Mills’ (2003) concept of chthonic personhood resonates with novel theories of immunity and identity. Mills examined chthonic personhood in the context of Buddhist ritual practice and monastic authority, although I suggest one can also read this concept microbially. He described Lingshed’s villagers as belonging to a ‘fertile chthonic territory’ (ibid.: 249), embedded in ritual relations with a variety of divinities and numina – a situated and distributed chthonic agency, where absolute separation between humans and territorial divinities cannot be assumed. This latter point is explained using the anthropological theory of gift exchange whereby, during ritual offerings, some essence of the giver is also transferred:
In the Himalayan context, the complex and life supporting relations of exchange between man and landscape […] means that both the concerns and the identity of the supernatural and the human become intertwined (ibid.: 258).
This ecological representation of chthonic agency, encapsulating human and other-than-human actors and their capacities, chimes with new philosophical and biological insights into human-microbial relations that challenge normative definitions of identity and the discrete individual. For example, new theories of immunology posit mammalian organisms to be heterogeneous ecosystems, comprising microbial as well as mammalian cells and genes (Giraldo Herrera 2018: 69; Lorimer 2016; Pradeu 2012). These organisms are constantly interacting with, open to, and partially constituted by their environments via openings in the digestive, reproductive, excretory and respiratory systems (Pradeu 2012). Bioscientists David Bass et al. (2019), philosophers of biology Méthot and Alizon (2014) and more-than-human geographer Jamie Lorimer (2016) each examine the role environmental and human microbiomes play in regulating health and metabolic processes. These writers use ecological models for human-animal-microbe relations, in which health or disease are a consequence of the dynamic interaction of multiple symbionts, host and environment. Gilbert, Sapp and Tauber (2012) use their holobiont (multicellular eukaryotes plus their microbial symbionts) concept to challenge normative biological categorisations of living entities. I suggest the holobiont also challenges anthropological categorisations of other-than-human behaviour as numinal, for example where diagnostic practice, disease causality and cure are interpreted as supernatural presence. Nor would it be possible to discuss chthonic persons without reference to science feminist Donna Haraway’s proposal to engage in a process of re-worlding in the chthulucene, an epoch of sympoetic (becoming with) collaborations between humans and multiple chthonic companions for overcoming the diverse planetary systems crises wrought by the Anthropocene (2015: 160). Through these examples, the concept of chthonic personhood resonates with Lorimer’s (2016: 58) statement that ‘being human is a multispecies achievement’.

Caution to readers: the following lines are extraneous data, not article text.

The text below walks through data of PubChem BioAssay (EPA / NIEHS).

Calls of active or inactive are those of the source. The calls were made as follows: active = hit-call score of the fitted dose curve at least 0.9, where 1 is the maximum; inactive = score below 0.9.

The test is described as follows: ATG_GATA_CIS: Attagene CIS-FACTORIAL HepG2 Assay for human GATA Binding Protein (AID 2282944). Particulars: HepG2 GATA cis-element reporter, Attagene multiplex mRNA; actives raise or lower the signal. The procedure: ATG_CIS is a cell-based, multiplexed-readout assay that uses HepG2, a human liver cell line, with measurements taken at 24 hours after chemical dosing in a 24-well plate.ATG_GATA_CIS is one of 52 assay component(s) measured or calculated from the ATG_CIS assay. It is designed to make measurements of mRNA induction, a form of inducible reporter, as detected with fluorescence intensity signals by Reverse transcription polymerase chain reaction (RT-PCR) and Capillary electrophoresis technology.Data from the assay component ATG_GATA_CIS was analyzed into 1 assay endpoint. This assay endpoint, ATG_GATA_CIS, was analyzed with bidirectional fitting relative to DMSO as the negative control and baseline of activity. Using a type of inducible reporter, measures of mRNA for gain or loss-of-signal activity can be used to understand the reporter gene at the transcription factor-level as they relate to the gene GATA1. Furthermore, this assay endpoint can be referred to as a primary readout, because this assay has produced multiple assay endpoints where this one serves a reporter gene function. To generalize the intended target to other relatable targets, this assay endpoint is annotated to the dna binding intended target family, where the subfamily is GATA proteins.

I am aware of the dangers of reifying evidence to suit an argument. For reasons of space, I have made highly discriminative decisions about which practices to foreground, and as a result I have inevitably simplified descriptions and sidestepped nuances, which readers familiar with the Buddhist Himalaya will find frustrating. Many blessing and pollution manifestations cannot be attributed to microbial activity, and in these cases numinal explanations may more accurately reflect local concepts of world-making. Nevertheless, I hope also to have demonstrated that by analysing chthonic persons using religious concepts we similarly make assumptions about their numinal nature, and that reinterpretations foregrounding the possibility of microbial sensing can produce what Giraldo Herrera (2018: 81) describes as ‘alternative sources that bring additional perspectives through which we can address the reality and history of microorganisms’. I suggest that a microbial sensing of conditions is discernible in the ethnographies; soils, water, plants, food and even atmospheres all are places where microbes reside, interact, share information and evolve. Sadag, lu, microbes: all are invisible but lively social entities that can pollute, are affected by pollution and can respond in dysbiotic ways. They spoil food, cause disease and generate dangerous cloudbursts. They also grant fertility, nourish bodies and nurture earthly abundance. Analysing ethnographies from the perspective that people can sense microbes, can perceive their activities in particular environments, and that people become with microbes opens up possibilities for a more microbial understanding. It enables us to ask new questions of data and provides situated knowledge and explanations in circumstances of bodily and ecological dysbiosis, and the new human-microbial collaborations being forged therein.